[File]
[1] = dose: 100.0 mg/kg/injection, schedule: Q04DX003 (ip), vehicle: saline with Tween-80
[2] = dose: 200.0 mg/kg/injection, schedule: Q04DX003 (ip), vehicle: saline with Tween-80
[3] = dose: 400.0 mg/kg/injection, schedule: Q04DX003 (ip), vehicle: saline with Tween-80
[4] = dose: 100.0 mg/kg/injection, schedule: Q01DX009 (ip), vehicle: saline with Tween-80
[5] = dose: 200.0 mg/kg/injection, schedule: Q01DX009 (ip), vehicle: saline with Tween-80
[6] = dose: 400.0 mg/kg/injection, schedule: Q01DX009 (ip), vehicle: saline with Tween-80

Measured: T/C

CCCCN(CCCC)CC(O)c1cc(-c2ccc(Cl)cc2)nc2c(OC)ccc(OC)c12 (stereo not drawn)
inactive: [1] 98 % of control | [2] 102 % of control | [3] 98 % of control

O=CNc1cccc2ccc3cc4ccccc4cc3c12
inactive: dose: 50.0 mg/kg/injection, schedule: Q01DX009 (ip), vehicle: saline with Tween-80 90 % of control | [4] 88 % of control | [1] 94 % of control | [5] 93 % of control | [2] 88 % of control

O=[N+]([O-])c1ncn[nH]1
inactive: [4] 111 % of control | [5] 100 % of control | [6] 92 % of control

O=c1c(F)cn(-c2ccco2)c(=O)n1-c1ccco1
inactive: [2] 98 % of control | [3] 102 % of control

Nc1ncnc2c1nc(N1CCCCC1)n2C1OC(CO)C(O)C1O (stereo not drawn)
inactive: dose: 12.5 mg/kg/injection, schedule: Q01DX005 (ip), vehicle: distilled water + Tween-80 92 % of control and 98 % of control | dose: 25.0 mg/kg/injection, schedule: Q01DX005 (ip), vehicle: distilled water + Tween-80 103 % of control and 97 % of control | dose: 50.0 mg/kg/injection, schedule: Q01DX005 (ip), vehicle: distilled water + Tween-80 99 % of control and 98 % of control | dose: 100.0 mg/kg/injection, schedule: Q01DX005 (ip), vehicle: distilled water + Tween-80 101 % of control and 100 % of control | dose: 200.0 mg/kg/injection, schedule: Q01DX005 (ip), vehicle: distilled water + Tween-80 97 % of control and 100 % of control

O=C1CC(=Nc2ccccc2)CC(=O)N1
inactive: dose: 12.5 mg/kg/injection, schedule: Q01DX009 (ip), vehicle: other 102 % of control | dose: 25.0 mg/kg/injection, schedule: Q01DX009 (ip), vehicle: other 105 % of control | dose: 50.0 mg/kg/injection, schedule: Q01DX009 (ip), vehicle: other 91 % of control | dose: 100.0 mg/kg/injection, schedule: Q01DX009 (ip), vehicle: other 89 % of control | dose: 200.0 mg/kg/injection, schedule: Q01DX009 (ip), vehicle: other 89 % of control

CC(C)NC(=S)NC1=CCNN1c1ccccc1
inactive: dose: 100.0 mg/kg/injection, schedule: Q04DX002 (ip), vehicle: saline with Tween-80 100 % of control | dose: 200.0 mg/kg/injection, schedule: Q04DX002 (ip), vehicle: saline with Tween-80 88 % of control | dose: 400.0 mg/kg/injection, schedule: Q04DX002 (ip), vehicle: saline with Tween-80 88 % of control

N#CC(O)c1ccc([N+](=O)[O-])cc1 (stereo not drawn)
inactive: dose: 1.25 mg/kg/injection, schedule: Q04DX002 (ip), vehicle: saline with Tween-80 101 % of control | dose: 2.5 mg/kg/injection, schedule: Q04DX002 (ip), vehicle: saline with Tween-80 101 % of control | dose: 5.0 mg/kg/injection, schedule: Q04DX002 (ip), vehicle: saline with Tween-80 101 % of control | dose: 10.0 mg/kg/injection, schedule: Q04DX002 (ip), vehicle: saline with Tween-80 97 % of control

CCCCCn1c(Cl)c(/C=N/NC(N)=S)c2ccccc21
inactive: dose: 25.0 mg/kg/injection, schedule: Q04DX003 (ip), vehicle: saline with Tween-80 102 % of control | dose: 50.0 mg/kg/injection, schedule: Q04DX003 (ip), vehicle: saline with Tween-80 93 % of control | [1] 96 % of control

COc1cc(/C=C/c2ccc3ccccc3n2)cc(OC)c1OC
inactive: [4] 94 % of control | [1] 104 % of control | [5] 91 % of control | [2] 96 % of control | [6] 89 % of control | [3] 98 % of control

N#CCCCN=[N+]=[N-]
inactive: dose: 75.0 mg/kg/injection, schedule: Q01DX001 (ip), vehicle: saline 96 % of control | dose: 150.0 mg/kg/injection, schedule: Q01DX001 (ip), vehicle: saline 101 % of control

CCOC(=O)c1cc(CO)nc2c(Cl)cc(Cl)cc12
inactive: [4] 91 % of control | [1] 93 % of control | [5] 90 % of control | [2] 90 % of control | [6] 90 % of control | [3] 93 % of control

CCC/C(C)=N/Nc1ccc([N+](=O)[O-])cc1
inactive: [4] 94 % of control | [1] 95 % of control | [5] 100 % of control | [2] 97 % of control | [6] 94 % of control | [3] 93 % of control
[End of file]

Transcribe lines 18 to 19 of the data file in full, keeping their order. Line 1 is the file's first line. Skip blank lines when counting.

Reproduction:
O=C1CC(=Nc2ccccc2)CC(=O)N1
inactive: dose: 12.5 mg/kg/injection, schedule: Q01DX009 (ip), vehicle: other 102 % of control | dose: 25.0 mg/kg/injection, schedule: Q01DX009 (ip), vehicle: other 105 % of control | dose: 50.0 mg/kg/injection, schedule: Q01DX009 (ip), vehicle: other 91 % of control | dose: 100.0 mg/kg/injection, schedule: Q01DX009 (ip), vehicle: other 89 % of control | dose: 200.0 mg/kg/injection, schedule: Q01DX009 (ip), vehicle: other 89 % of control